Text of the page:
Maureen F. McHugh
HarperCollins, 2004 (2001)
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Reviewed by Wesley Williamson
he time is the near future and North Africa is Muslim. It has regressed to a rigid isolationism based on the New Koran and violently resists the black market inflow of technology from the North, the European Union. Hariba's family live in the Nekropolis among the bones of the dead, eking out a precarious existence making paper flower wreaths for sale. An older brother is caught in adultery and imprisoned, and Hariba loses the chance of a normal life and marriage. She agrees to be
(an imported technology illegal in the North), making her willingly subservient to her owner.
he works happily for him, and somewhat less so for his wife, until she meets another servant Akhmin, a
. This is another illegal import from the North, a flesh and blood creation, one of a number of clones manufactured for a specific purpose. Akhmin disturbs and unsettles Hariba. She has never met anyone so beautiful, or one who tries so hard to please her. Gradually, she becomes obsessed and even dares to consider escaping from her current owner. This is despite the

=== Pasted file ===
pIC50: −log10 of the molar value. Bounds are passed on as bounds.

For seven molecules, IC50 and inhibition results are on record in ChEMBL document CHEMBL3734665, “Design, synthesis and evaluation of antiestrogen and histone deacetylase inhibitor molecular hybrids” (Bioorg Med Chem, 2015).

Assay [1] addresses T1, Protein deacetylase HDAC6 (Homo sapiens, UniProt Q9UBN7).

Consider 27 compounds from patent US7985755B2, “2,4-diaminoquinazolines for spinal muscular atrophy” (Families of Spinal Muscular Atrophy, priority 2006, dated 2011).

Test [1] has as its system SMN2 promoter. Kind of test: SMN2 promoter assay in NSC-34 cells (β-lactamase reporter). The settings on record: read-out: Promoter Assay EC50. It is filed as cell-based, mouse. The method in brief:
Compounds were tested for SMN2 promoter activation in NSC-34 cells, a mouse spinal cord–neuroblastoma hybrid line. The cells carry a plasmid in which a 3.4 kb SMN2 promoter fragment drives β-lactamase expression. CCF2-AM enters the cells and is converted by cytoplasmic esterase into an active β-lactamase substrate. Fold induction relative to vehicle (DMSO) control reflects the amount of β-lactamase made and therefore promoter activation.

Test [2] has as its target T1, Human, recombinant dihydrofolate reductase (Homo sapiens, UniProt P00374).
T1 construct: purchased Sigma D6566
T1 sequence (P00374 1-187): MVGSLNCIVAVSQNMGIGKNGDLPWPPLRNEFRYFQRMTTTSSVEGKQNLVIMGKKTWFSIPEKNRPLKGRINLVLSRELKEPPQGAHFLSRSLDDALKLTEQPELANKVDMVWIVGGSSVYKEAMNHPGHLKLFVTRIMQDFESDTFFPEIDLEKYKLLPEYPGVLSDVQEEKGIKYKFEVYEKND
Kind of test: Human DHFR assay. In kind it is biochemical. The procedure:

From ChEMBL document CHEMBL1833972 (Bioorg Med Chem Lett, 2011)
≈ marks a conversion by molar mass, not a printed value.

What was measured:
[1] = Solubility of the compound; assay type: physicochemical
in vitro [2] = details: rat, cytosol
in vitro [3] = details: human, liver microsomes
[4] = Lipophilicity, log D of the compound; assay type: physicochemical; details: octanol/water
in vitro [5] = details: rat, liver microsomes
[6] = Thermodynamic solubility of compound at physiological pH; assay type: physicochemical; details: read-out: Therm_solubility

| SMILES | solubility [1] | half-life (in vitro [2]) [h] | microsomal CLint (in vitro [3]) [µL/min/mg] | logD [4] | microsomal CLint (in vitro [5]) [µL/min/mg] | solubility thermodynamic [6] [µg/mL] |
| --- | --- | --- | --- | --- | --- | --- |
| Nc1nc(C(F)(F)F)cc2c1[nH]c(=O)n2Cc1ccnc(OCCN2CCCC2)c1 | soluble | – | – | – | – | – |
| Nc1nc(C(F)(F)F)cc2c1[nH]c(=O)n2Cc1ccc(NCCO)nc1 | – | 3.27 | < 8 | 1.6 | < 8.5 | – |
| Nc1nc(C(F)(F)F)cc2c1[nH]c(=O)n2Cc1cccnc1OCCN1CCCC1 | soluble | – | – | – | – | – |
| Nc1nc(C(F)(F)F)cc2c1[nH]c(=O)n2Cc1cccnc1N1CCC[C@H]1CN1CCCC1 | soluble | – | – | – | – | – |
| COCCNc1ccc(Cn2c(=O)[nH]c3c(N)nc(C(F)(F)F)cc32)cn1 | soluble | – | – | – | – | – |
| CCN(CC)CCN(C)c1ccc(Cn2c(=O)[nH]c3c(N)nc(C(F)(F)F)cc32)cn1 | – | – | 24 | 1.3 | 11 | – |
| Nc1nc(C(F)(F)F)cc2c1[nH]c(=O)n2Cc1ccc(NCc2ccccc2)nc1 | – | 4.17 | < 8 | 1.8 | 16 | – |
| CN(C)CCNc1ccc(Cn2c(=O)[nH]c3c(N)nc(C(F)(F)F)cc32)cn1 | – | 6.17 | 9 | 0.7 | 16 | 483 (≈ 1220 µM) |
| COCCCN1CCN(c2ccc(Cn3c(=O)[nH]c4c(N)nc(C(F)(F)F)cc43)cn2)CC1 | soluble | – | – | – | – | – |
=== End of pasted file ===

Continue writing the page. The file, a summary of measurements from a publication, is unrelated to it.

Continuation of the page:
, and though the consequences may be disastrous - pain, sickness, imprisonment, even death.
ariba is helped, reluctantly and against their convictions, by her mother and sister, and even more by her friend Ayesha. She survives, but there is no place for her or the
in the backward, determinedly ignorant, city of the dead. They escape to the North. Even there, can she survive? Can her love survive?
is a passionate, but lucid, examination of the problems shared by the multitude of the marginal in society, the downtrodden. It sheds light not only on their tragedy, but on the heroism needed for their survival
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